The author of The Firebird and the Fox: Russian Culture under Tsars and Bolsheviks (Cambridge University Press, 2019) responds to comments of Michael David-Fox, Muireann Maguire, Kevin Platt, William Mills Todd, and Olga Velikanova. He expresses appreciation for the reflections provided and elaborates on several points raised by the commentators individually and collectively: the theoretical framing of the work and the importance of agency; continuity of culture over episodes of political disjuncture; the applicability of the term “cultural ecosystem;” an alternative treatment of the topic that would have accorded greater emphasis to political power and the life cycle of revolutions; and the relationship of the work to analysis of institutional history and cultural theory. He finds the five commentaries to be valuable companion pieces for readers of The Firebird and the Fox and stimulants to further scholarship.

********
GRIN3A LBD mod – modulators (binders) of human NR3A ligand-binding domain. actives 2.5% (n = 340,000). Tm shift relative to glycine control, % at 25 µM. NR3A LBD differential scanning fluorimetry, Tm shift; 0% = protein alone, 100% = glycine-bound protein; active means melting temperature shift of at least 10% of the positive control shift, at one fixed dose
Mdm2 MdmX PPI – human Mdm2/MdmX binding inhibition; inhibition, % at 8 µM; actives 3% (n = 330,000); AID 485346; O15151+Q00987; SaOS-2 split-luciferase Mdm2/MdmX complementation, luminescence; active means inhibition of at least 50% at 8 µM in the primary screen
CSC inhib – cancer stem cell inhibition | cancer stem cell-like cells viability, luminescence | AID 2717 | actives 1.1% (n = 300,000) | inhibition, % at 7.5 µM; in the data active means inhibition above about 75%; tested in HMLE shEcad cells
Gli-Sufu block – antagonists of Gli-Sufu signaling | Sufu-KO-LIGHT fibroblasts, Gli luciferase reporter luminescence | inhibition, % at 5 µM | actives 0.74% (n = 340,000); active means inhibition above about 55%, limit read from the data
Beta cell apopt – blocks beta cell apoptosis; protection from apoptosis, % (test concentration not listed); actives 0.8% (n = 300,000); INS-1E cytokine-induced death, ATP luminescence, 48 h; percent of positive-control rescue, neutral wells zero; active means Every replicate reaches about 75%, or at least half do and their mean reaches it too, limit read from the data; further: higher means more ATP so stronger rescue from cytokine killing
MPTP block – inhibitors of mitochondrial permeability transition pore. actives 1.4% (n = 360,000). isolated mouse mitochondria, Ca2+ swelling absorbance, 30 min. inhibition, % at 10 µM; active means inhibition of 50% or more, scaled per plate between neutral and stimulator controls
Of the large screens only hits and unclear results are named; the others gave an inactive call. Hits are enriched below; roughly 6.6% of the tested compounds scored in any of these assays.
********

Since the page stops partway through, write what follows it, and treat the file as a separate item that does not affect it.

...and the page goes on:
This essay responds to Jeffrey Brooks’ 2020 monograph The Firebird and the Fox, drawing attention to Brooks’ emphasis on a set of cultural symbols persistent during the historical period he surveys, and on the social activism which he identifies with leading Russian cultural figures such as Tolstoi and Chekhov. In support of Brooks’ argument, I present the example of Aleksandr Chaianov (1888–1937), a specialist in agronomy and amateur writer whose reputation as a driver of early Soviet agricultural policy was overshadowed by his arrest in 1930 and subsequent exile and execution. Chaianov’s social activism, as expressed in his short fiction and historical essays, took the form of reminding his readers about the cultural continuities between Russia’s past, present, and future.